Programming languages, application frameworks, SQL or NoSQL databases, data-binding mechanisms, templating libraries -- they're all up for grabs. Choice is good. But let's think about how my friend would have solved this problem 25 years ago for a colocated team on a LAN.
There weren't many choices then. There was dBase, there was Access, there was my personal favorite, FoxPro. You didn't have to be a proficient programmer to create a basic database app. A power user could do the job, and many did. Of course the LAN didn't span the globe; it only connected people in the same building. The apps you created ran on the desktop against a shared resource on a file server.
Thinking about my friend's situation led me to a perverse thought: As bandwidth to the cloud increases, could an ancient copy of FoxPro become useful again? Of course that's ridiculous. We want modern Web apps that talk to Web servers, not desktop apps that talk to file servers. But where are the well-known and widely used modern equivalents of dBase, FoxPro, and Access for today's Web? I don't see them.
Back in the day there were three big productivity apps: the spreadsheet, the word processor, and the database. Each of the legs of this three-legged stool was an app that power users could effectively customize. Two made the jump to the cloud. Google and Microsoft both offer cloud-based spreadsheets and word processors. Neither offers a cloud-based database. Why didn't the third leg materialize in the cloud?
Consider the file formats. Canonically they were XLS, DOC, and DBF. In the case of word processors and spreadsheets, we use the cloud as a file server, and we still share XLS and DOC files on the moral equivalent of a multiuser LAN.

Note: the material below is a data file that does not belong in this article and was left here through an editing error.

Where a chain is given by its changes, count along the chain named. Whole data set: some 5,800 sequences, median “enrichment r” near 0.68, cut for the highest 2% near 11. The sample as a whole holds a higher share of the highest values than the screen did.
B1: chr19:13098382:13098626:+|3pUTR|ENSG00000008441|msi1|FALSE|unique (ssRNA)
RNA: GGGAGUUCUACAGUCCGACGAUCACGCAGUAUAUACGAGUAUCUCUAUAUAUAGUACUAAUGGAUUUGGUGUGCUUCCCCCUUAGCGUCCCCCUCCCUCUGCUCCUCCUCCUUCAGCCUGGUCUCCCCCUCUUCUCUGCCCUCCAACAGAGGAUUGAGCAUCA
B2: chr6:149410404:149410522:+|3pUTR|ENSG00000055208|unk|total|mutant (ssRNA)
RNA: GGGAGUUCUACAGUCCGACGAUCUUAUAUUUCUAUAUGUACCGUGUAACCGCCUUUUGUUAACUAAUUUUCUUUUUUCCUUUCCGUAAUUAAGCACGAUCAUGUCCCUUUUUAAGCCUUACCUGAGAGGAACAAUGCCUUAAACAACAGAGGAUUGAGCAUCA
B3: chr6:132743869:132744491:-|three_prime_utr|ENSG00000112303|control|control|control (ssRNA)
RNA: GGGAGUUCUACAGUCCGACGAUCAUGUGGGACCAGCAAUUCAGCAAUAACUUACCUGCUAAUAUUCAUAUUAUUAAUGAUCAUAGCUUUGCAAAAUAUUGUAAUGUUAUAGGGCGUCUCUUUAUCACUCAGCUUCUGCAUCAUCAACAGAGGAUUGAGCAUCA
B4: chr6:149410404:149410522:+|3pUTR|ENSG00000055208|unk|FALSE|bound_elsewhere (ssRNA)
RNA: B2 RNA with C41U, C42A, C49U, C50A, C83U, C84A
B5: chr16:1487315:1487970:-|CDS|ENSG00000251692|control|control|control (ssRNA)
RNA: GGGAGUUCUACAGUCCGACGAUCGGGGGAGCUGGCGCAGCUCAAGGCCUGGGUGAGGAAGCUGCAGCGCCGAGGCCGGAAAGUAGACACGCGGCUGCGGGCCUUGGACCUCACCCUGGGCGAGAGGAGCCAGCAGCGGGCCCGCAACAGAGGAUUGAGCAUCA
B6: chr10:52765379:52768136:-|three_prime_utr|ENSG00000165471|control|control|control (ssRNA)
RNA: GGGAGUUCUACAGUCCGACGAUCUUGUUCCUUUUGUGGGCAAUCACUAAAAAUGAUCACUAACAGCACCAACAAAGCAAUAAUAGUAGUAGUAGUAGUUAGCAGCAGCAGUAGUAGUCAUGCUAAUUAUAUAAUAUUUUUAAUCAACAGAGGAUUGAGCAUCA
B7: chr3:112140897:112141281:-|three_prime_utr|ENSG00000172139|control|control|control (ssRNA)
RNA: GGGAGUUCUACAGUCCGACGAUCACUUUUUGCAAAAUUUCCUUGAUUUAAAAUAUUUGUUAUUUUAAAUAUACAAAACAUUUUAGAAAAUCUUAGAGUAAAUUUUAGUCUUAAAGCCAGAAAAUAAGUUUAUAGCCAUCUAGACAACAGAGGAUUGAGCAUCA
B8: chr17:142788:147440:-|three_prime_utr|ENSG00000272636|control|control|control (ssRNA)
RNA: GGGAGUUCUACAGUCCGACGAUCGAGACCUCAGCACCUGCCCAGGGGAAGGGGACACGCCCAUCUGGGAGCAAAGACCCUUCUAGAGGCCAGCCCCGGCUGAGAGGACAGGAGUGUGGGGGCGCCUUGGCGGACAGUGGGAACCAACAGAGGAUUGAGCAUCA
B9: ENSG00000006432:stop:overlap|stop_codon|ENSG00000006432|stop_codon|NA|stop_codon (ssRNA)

But databases evolved differently in the pre-Web era. The client/server architecture appeared. Servers stored data in many proprietary formats; they communicated with clients using a few protocols; a more-or-less standard query and data manipulation language, SQL, helped unify them; an umbrella standard, ODBC (Open Database Connectivity), completed that unification. Given that ODBC was an interface not only to servers but to files -- DBF, XLS, CSV -- you could say that the early 1990s was a golden era of data interoperability.
Then came the Web, with its very different client/server architecture. To this day we have yet to reconcile the two. Tim Berners-Lee envisioned that reconciliation in his original proposal. "A generic tool could perhaps be made," he wrote, "to allow any database which uses a commercial DBMS to be displayed as a hypertext view."
We now have a standard way to do that. OData, aka Open Data Protocol, enables a common RESTful interface to Web data. It emerged from Pablo Castro's work on Project Astoria and is now an OASIS standard. But if you don't inhabit the Microsoft ecosystem, OData isn't on your radar. It's easy to consume OData from any platform, but producers are still scarce and Microsoft-centric.
In OData Client goes Open Source (2010), Miguel de Icaza wrote:
If Microsoft were to open-source their server-side implementation of oData, we could overnight allow Linux users to expose their data in a format that can be mined. Linux users would only need to run a Mono front-end to the System.Data.Services library to expose the data that currently lives in their servers and is being served by Joomla, Wordpress, Rails, Django front-ends to become available as data services.
That hasn't happened yet. Given that the core .Net runtime and frameworks went to GitHub in November, what seemed like a pipe dream in 2010 now feels inevitable. But maybe that ship has sailed. Maybe it's too late for OData to become the universal ODBC for the Web it was meant to be.
One way or another, though, we need a common way to work with Web data, one that every database can use to easily enable a basic API. On that foundation, we might re-create the kinds of tools that make building simple back-office database apps as easy as it was 25 years ago.